The talk of scorpions and tarantulas made it clear just how very comfortable our hotel was. I sipped Prestige, the local Haitian beer, and marveled at their stories. I was just there for the week. They were staying for months. This was their life.

That night, I watched covered of the Delaware senate debate. That race is particularly bizarre, but the difference between that coverage and life where I was sitting was astronomical. The arguments felt so trite. I was struck by how lucky we are to be able to argue over taxes, healthcare, same-sex marriages. They are important issues, no doubt about it. But in Haiti, they are trying to choose the person who will get them out of living in a tent.

I’d ask who the good candidate was and everyone sort of shrugged. Aid workers told me the one female candidate was becoming the favorite, but every Haitian I asked seemed to have little hope that their vote would make much of a difference. They were derisive of Wyclef Jean’s failed bid, derisive of candidate Alexis who was too close to the current government, but no one openly voiced support of anyone else.

It seems to me if aid can get to this country and there is a strong, honest ruler, real change could come to the country. But when I left, I still had no idea who would be the best choice to make that happen.


Day 2

October 28, 2010

I woke up early about a half hour before my alarm was set to go off, showered and headed downstairs to see morning at Le Plaza Hotel.
The parakeets were happily eating their breakfast and hotel staff were watering the plants.
I worked on the computer for a bit and then tried the breakfast buffet. Eggs, grits, toast, banana fritters, French toast were all on offer. A bit too early for me to be sampling the cod in some sort of red sauce. It was the most Haitian item on the menu, but I chickened out.

Ever the early bird, I was waiting outside the hotel at 8:45am. The minutes ticked by. Hotel staff exhausted my limited French pretty quickly and just watched me sympathetically. With no phone, I had no way to check in with my guides. At 10 am, I gave up and headed to the business center to send them an email. The internet was incredibly slow so it took close to 10 minutes just to open Yahoo. But just as I was going to send my email, Waner found me. I was chided for not being outside, so somehow I missed them. The crew was joined by another man who was really quiet. He seemed to be an older version of Eric.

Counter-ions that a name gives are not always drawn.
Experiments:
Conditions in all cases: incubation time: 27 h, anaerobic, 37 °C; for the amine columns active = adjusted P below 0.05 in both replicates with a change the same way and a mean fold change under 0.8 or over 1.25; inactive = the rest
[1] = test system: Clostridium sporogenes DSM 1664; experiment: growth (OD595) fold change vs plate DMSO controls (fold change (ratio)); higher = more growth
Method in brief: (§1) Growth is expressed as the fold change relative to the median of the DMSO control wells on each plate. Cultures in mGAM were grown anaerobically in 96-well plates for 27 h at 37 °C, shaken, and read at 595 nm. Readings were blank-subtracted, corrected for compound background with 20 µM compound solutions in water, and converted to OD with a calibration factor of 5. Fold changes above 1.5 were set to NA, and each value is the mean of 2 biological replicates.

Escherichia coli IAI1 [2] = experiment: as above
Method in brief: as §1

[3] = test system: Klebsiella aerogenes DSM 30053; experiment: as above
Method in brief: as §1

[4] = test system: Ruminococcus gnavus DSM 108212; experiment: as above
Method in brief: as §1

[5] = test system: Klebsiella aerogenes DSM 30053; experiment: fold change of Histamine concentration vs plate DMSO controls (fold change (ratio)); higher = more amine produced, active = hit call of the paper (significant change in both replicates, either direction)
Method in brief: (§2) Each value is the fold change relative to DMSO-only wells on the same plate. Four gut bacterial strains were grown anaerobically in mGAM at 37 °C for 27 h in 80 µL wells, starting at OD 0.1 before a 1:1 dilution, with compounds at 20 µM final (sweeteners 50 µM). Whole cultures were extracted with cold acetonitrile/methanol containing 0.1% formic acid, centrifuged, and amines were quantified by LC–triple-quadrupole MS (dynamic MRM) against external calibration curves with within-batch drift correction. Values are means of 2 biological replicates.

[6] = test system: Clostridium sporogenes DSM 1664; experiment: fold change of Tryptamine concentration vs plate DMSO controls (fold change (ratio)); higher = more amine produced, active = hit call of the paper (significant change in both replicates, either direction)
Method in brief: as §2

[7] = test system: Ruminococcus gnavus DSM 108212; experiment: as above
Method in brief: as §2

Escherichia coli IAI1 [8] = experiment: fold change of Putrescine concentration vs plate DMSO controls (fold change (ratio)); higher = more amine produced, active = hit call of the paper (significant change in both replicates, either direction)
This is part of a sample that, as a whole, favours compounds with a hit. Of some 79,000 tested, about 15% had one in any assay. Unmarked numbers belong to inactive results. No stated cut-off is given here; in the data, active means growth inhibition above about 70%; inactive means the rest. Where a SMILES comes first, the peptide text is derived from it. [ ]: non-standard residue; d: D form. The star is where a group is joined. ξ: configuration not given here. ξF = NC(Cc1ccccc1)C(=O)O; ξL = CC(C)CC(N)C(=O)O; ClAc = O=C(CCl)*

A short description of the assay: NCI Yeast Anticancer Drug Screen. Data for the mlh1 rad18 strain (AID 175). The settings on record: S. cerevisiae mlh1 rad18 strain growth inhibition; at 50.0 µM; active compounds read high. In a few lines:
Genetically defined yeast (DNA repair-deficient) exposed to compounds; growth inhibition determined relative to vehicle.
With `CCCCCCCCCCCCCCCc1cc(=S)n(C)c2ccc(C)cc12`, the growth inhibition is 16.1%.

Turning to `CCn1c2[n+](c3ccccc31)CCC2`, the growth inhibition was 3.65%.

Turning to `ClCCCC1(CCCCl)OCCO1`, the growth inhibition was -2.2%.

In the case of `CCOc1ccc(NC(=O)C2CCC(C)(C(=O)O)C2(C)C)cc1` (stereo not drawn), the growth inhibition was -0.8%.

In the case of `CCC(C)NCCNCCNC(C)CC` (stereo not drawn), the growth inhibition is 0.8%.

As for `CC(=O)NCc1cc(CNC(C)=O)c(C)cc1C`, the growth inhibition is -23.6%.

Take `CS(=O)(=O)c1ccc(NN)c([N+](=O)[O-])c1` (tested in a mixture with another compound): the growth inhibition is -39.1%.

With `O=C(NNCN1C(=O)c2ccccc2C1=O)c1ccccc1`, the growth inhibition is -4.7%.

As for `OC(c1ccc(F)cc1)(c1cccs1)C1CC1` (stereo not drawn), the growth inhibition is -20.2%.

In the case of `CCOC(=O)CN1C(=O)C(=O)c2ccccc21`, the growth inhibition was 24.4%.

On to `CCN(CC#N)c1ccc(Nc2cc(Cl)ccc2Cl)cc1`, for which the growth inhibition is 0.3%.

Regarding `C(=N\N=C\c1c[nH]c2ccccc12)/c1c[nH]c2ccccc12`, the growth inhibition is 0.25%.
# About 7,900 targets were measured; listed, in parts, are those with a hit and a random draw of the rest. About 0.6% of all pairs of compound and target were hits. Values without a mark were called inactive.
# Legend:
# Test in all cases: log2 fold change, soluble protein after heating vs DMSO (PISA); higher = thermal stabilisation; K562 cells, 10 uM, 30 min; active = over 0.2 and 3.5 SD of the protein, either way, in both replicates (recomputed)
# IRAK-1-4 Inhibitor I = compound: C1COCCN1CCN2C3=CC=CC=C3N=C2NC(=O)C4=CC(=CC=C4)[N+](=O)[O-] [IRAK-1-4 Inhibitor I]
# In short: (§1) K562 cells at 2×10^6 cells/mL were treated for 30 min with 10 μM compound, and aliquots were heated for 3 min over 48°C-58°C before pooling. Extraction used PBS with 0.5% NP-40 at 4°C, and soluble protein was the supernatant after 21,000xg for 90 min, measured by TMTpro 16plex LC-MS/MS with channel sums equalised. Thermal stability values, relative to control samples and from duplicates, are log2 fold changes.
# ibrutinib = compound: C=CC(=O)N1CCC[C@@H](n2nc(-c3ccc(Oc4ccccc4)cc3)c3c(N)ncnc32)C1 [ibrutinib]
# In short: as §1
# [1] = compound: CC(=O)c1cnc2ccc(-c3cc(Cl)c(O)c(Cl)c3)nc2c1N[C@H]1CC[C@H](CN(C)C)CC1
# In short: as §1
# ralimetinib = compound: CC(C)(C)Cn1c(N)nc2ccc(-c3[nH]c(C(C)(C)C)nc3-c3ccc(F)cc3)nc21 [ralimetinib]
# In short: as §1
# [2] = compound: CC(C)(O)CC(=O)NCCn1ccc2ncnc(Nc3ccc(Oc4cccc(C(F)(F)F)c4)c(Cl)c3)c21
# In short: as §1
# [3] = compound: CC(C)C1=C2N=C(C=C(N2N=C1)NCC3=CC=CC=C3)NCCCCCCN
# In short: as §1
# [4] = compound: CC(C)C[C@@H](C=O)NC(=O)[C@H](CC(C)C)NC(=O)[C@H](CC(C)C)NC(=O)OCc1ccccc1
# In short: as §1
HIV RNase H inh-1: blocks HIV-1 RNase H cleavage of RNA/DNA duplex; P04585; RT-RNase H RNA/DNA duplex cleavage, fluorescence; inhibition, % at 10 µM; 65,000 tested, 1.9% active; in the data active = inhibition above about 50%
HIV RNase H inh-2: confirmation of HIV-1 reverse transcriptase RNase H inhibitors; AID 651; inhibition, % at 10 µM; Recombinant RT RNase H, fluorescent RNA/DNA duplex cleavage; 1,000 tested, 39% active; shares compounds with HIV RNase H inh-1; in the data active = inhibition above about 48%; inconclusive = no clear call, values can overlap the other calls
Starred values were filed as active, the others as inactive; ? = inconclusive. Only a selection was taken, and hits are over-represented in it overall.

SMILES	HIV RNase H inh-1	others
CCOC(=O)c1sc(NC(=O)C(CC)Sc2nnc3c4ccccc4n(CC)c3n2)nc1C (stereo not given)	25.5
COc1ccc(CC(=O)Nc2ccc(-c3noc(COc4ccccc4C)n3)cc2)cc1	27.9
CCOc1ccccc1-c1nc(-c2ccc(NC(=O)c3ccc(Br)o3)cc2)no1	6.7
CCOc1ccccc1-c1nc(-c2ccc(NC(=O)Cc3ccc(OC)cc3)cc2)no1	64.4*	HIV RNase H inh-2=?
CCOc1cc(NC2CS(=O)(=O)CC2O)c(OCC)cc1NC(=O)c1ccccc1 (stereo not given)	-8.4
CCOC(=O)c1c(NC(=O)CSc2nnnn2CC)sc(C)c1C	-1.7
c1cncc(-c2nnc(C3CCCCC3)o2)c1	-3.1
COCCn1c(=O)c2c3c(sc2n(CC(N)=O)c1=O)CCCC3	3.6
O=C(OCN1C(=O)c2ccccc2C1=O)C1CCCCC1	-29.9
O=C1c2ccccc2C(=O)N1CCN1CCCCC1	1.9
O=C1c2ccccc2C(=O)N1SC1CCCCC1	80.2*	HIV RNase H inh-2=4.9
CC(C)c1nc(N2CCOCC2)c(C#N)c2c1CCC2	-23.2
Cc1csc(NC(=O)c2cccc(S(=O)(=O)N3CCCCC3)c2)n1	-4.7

He explained to me that the plan today would be to visit several orphanages so I could pick which one I would be placed at for the remainder of the week. As we pulled away from the hotel, I took a few quick photos of the tent city across the street. Waner laughed at me for being so timid with my camera. I was hesitant to take photos of people without their permission. So he grabbed the camera away from me and began snapping. We stopped in front of the capital building and briefly hopped out. Kids from the tent city begged me to give them a dollar as Waner snapped photos. Their pleading tugged at my heartstrings and Waner sent them on their way with a some Haitian gourdes – the local currency.

Then we were back on our way, winding down the hills to the airport. As we drove, Waner told me about his time working for Blackwater in Afghanistan and Iraq as a dispatcher. I cringed a bit. Eventually (every drive in Haiti is long, there’s always an eventually), we reached an army barracks and turned inside. Waner said he wanted to talk to someone with the Jordan army for a few minutes. They apparently have given them food supplies in the past.

They were clearly unprepared for the arrival of me. They were clearly not happy, although exceedingly polite, as they bade me from the car and stationed me a chair. Unhappy men with guns. Yay. Apparently, the problem was not so much that I was a girl, but that I was a girl who was exceptionally inappropriately dressed in a t-shirt and shorts. Waner requested to see the head of Jordan army in Port-au-Prince, but he was apparently unavailable. He then asked to speak with head doctor or the head legal advisor.